Channel 4 News correspondents say a planned protest against the Royal Wedding by anarchists appears to have been thwarted by a massive police presence in Central London.
Police have made last-minute arrests of anti-monarchist protesters and got banning orders put on suspected anarchists in a bid to quash plans to disrupt the Royal Wedding.
Channel 4 News reporters said a massive police presence in Trafalgar Square appeared to have prevented a large-scale meeting of anarchist demonstrators arranged on social networking sites.
Scotland Yard said they had arrested 43 people from the million-strong crowd by Friday afternoon for offences including breach of the peace, handling stolen goods, assault and possessing an offensive weapon, thought to be a knife.
But there were no reports of large-scale disorder as 5,000 officers mounted the biggest security operation seen in Central London for a generation.
Police cordoned off a suspicious vehicle which had been abandoned at the junction of Grosvenor Gardens and Buckingham Palace Road, about half a mile from Westminster Abbey, “as a precautionary measure”.
And they used stop and search powers as about ten masked anarchists believed to be connected to the Right Royal Orgy group gathered in Soho Square.
Police were also in Red Lion Square, where 70 protesters said to be from the Republican Tea Party were counted. Witnesses said both scenes were calm and largely “good natured”.
The Met said last week they would take pre-emptive action against individuals or groups they believed were planning to break the law.
A spokesman confirmed that three people believed to be planning to behead effigies at the wedding were arrested in Brockley, South East London, on Thursday night.
Two men, aged 68 and 45, and a woman aged 60 are being held at a South London police station on suspicion of conspiracy to cause a public nuisance and breach of the peace.
A guillotine was reportedly seized during the incident and police confirmed the three were thought to have been planning to attend the wedding at Westminster Abbey.
Twenty suspected anarchists who were arrested on Thursday morning as part of a string of raids on squats across London have been ordered not to visit Westminster as part of their bail conditions.
Police had said that the arrests at a disused factory in Camberwell, South East London, a squat in Clapton, East London, and a market gardening project near Heathrow Airport were not directly connected to the Royal Wedding.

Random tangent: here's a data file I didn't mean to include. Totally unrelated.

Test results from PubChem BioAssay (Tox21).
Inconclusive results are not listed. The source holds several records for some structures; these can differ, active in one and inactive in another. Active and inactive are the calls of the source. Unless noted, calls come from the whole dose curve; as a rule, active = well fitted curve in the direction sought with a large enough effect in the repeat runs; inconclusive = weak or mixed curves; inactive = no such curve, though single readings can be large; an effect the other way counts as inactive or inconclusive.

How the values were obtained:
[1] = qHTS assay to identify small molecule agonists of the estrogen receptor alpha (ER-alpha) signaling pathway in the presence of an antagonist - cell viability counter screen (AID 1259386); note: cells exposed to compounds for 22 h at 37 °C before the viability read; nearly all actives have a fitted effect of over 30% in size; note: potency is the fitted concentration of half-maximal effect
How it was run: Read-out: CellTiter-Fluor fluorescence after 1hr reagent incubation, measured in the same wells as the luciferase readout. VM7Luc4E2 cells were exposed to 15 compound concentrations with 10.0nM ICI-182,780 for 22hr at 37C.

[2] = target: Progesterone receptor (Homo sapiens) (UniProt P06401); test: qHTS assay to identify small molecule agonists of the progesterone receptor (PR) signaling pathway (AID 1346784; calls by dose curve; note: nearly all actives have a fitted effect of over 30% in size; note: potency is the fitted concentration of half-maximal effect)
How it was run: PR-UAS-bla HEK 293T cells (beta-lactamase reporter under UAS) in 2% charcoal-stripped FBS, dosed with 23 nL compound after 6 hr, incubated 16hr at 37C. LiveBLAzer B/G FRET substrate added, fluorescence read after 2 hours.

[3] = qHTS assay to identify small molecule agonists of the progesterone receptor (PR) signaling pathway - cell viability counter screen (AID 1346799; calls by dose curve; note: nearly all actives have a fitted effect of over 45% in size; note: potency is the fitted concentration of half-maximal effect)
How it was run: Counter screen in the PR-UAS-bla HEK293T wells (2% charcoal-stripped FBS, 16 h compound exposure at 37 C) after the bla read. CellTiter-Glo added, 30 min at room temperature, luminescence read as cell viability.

Known anarchist Charlie Veitch is being held by officers in Cambridgeshire after being arrested in connection with a planned rally in Soho Square.
He was arrested by Scotland Yard officers on Thursday night after posting on the internet that he was planning disruption. A Scotland Yard spokesman said he remained in custody on suspicion of “conspiracy to cause a public nuisance and breach of the peace”.
Officers have been given orders to deal “robustly, quickly and firmly” with any threats against the event.
Snipers on rooftops, undercover police mingling with the crowds, intelligence and military personnel are also involved in the security arrangements.
Channel 4 News correspondents said police checked everyone entering Trafalgar Square before the wedding and there was no sign of a gathering of anarchists protesters at the London landmark, despite fears that thousands would take part in an unauthorised event organised on Facebook.
A small group of peaceful demonstrators were allowed to unfurl a banner in the square reading: “Future King of England, don’t let war (sic) on peoples of the world.”
In the run-up to the wedding, anarchist groups had been identified as one of the biggest potential security threats along with al-Qaeda-inspired Islamic extremists, dissident Irish republican terrorists and lone stalkers.
More than 90 people have been banned from the City of Westminster as part of their bail conditions after being arrested or charged over various previous alleged disorder offences.
Fears of major protests near Westminster Abbey have eased after the Islamist group Muslims Against Crusades announced they no longer planned to attend. The English Defence League, which had warned of retaliatory protests, is now also thought unlikely to attend.